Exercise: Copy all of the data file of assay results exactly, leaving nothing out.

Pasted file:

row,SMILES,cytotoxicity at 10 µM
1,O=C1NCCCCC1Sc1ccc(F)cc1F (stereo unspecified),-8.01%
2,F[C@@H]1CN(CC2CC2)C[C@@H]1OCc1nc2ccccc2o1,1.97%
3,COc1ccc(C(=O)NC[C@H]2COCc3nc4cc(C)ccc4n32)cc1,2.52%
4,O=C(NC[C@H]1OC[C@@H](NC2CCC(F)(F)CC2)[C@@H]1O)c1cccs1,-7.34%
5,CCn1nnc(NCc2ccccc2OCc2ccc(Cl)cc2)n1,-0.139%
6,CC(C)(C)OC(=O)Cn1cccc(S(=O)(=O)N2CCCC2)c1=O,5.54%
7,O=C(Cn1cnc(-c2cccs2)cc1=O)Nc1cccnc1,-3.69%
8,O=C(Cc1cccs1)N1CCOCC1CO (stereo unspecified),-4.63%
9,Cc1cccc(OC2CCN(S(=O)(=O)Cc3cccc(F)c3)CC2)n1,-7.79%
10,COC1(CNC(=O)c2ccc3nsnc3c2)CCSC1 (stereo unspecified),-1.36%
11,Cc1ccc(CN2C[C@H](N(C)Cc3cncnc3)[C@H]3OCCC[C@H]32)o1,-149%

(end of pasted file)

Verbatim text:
row,SMILES,cytotoxicity at 10 µM
1,O=C1NCCCCC1Sc1ccc(F)cc1F (stereo unspecified),-8.01%
2,F[C@@H]1CN(CC2CC2)C[C@@H]1OCc1nc2ccccc2o1,1.97%
3,COc1ccc(C(=O)NC[C@H]2COCc3nc4cc(C)ccc4n32)cc1,2.52%
4,O=C(NC[C@H]1OC[C@@H](NC2CCC(F)(F)CC2)[C@@H]1O)c1cccs1,-7.34%
5,CCn1nnc(NCc2ccccc2OCc2ccc(Cl)cc2)n1,-0.139%
6,CC(C)(C)OC(=O)Cn1cccc(S(=O)(=O)N2CCCC2)c1=O,5.54%
7,O=C(Cn1cnc(-c2cccs2)cc1=O)Nc1cccnc1,-3.69%
8,O=C(Cc1cccs1)N1CCOCC1CO (stereo unspecified),-4.63%
9,Cc1cccc(OC2CCN(S(=O)(=O)Cc3cccc(F)c3)CC2)n1,-7.79%
10,COC1(CNC(=O)c2ccc3nsnc3c2)CCSC1 (stereo unspecified),-1.36%
11,Cc1ccc(CN2C[C@H](N(C)Cc3cncnc3)[C@H]3OCCC[C@H]32)o1,-149%